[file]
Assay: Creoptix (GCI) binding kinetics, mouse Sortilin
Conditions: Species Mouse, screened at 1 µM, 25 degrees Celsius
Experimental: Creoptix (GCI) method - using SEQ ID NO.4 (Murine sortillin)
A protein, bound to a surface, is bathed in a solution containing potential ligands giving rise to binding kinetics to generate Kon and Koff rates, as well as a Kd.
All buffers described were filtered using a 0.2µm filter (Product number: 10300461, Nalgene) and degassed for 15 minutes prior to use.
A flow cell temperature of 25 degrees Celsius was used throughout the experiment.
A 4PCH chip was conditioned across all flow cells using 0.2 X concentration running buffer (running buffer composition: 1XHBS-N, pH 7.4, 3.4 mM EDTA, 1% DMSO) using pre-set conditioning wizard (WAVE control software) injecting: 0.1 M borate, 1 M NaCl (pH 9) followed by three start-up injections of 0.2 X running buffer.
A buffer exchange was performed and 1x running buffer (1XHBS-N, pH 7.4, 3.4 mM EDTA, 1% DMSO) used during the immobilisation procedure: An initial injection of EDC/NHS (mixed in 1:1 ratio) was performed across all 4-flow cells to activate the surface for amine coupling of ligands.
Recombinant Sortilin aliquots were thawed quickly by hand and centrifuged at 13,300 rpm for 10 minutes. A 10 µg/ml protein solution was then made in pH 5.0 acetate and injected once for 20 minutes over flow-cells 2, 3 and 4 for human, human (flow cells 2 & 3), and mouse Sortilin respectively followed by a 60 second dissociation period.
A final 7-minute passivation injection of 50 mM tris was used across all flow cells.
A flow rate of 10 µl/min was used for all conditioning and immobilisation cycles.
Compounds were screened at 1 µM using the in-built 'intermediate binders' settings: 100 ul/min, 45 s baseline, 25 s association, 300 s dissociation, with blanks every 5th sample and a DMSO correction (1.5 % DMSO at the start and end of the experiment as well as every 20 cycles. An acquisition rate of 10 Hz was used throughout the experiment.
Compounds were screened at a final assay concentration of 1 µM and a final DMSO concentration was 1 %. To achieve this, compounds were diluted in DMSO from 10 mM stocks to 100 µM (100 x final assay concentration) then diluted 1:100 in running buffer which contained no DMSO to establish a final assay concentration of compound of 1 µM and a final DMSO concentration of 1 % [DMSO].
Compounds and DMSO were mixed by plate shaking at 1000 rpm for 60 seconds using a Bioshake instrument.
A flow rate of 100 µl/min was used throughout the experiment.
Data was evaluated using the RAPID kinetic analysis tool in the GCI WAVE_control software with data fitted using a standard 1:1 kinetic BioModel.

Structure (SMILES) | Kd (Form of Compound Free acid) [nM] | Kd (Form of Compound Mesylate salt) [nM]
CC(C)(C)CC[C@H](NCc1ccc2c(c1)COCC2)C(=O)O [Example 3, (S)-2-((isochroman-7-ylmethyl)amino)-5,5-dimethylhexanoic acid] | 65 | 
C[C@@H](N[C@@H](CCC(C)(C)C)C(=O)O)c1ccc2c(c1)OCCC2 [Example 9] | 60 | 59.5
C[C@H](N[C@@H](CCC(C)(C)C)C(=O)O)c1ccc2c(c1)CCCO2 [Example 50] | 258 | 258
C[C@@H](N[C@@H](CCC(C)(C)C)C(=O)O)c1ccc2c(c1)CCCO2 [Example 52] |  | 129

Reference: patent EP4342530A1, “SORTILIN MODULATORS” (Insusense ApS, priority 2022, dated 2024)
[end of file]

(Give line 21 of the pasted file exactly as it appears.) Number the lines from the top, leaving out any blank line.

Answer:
C[C@@H](N[C@@H](CCC(C)(C)C)C(=O)O)c1ccc2c(c1)CCCO2 [Example 52] |  | 129